Journal of Happiness Studies

, Volume 14, Issue 4, pp 1085–1112 | Cite as

Subjective Well-Being as a Dynamic and Agentic System: Evidence from a Longitudinal Study

  • Michael A. BusseriEmail author
  • Stan W. Sadava
Research Paper


Subjective well-being (SWB) comprises individual differences in life satisfaction (LS), positive affect (PA), and negative affect (NA), and is typically conceptualized as an important life outcome. In contrast, Shmotkin (Rev Gen Psychol 9:291–325, 2005) proposed that SWB is a dynamic and agentic system that promotes optimal functioning, and is organized within individuals as configurations of LS, PA, and NA. We investigated three fundamental features of this novel framework. A 3-year, two-wave longitudinal study (N = 446 Canadian students; Mage = 18.67; 73 % female) was undertaken. The same set of five SWB configurations were observed at each time point, including congruous and incongruous profiles. Consistent with the hypothesized dynamic nature of the SWB system intraindividual stability in SWB configurations (operationalized in terms of categorical cluster membership and prototypicality scores) was moderate. In support of the proposed responsive nature of the SWB system, changes over time in individuals’ SWB configurations were predicted by changes in psychological, physical, and interpersonal functioning. Consonant with the proposed promotive role of the SWB system, positive functioning and changes in functioning over time were predicted by individuals’ SWB configurations and changes in configurations. The present work provides support for the proposed dynamic and agentic nature of SWB. Unique insights offered by a configural perspective on SWB are discussed.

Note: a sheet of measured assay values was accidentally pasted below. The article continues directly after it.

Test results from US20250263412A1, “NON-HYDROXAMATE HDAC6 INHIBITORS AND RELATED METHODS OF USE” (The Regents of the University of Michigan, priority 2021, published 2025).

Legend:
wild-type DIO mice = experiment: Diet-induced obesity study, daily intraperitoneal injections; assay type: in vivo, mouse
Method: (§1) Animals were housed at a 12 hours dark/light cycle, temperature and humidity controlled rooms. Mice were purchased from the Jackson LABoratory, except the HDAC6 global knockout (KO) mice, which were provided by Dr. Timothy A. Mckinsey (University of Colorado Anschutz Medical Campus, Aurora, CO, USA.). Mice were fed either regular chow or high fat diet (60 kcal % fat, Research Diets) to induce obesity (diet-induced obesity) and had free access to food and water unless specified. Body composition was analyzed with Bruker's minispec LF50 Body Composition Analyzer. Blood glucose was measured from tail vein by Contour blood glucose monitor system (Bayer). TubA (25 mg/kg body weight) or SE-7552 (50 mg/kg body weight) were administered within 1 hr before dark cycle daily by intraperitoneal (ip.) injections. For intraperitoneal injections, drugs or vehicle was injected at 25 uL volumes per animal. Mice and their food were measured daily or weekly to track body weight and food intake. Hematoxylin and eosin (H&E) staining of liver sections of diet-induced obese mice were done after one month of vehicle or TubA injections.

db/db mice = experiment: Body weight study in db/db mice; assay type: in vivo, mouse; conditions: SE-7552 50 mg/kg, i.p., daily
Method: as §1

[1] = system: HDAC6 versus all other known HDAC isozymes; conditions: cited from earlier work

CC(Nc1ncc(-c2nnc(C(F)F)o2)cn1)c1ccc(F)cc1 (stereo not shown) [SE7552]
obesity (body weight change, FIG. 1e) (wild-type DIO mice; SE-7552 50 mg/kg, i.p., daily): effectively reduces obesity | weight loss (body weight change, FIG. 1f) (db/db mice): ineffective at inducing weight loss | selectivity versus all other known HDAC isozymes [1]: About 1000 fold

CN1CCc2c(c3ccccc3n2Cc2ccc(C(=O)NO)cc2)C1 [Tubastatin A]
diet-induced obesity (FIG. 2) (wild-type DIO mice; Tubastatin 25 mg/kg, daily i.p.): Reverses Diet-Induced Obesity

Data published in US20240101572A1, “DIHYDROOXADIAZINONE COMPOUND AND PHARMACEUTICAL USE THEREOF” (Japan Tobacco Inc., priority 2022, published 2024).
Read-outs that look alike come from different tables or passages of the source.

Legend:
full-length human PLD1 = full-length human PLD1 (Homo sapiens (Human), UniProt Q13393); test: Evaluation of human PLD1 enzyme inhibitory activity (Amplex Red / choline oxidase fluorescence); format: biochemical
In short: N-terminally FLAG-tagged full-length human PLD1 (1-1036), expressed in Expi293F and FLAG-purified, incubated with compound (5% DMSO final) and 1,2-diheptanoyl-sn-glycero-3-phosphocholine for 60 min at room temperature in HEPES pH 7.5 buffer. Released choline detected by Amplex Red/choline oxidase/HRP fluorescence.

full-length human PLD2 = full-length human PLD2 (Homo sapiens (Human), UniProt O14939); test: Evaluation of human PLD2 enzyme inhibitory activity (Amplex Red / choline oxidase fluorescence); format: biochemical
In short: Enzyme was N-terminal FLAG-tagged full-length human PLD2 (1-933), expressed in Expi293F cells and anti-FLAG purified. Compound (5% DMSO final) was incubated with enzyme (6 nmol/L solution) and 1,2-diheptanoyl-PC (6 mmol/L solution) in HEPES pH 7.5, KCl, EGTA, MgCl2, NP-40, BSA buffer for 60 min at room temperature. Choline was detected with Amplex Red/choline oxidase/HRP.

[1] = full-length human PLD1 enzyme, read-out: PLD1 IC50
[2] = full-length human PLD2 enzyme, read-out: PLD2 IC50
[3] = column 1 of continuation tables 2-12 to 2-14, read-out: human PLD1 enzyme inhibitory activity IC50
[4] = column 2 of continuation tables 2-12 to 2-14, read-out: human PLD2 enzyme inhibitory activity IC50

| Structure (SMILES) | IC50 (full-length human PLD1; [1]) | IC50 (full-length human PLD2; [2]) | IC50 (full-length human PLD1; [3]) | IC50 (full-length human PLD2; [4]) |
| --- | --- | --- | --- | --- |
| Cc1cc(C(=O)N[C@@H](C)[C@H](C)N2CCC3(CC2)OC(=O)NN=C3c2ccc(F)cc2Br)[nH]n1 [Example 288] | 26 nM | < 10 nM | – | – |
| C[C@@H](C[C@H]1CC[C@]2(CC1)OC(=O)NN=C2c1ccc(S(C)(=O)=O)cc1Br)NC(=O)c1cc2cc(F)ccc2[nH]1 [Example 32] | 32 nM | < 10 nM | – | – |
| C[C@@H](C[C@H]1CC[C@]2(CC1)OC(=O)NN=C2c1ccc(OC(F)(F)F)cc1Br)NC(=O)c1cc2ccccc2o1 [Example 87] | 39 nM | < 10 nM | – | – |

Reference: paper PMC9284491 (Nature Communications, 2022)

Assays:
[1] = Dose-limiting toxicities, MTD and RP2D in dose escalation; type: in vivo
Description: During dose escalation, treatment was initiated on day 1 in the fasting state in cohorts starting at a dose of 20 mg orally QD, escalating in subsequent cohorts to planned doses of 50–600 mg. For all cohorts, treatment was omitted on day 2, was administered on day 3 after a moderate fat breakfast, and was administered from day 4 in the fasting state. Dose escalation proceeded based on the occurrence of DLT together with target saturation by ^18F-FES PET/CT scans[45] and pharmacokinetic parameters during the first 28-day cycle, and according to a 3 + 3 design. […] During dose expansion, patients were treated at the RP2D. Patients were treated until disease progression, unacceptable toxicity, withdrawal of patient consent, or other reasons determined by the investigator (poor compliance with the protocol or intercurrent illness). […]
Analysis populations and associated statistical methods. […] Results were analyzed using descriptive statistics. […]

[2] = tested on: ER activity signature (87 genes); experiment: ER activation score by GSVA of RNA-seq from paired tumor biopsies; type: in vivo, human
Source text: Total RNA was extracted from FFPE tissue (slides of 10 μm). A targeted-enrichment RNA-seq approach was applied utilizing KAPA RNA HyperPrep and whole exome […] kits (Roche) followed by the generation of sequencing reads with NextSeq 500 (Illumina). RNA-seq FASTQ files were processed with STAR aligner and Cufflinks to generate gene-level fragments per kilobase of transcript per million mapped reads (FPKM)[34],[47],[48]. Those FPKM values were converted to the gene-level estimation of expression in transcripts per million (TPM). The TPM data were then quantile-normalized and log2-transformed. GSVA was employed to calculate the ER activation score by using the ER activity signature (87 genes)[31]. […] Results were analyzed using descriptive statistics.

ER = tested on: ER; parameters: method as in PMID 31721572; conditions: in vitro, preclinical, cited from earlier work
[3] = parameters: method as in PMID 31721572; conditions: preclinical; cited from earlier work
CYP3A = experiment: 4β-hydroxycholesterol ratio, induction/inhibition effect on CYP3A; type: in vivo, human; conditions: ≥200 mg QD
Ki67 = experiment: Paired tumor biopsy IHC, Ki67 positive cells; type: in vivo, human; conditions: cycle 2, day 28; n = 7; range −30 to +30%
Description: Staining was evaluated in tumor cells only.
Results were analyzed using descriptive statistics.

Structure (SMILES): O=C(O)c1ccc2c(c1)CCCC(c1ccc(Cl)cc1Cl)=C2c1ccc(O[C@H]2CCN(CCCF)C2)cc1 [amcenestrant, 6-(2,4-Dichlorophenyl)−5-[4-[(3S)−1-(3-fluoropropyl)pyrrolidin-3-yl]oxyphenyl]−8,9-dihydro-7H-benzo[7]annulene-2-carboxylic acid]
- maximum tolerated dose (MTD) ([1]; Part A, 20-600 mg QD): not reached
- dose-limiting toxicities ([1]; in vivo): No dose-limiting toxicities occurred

Subjective well-being Life satisfaction Positive affect Negative affect Dynamic systems 



This research was supported by grants to the first and second authors from the Social Sciences and Humanities Research Council of Canada.


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© Springer Science+Business Media B.V. 2012

Authors and Affiliations

  1. 1.Department of PsychologyBrock UniversitySt. CatharinesCanada

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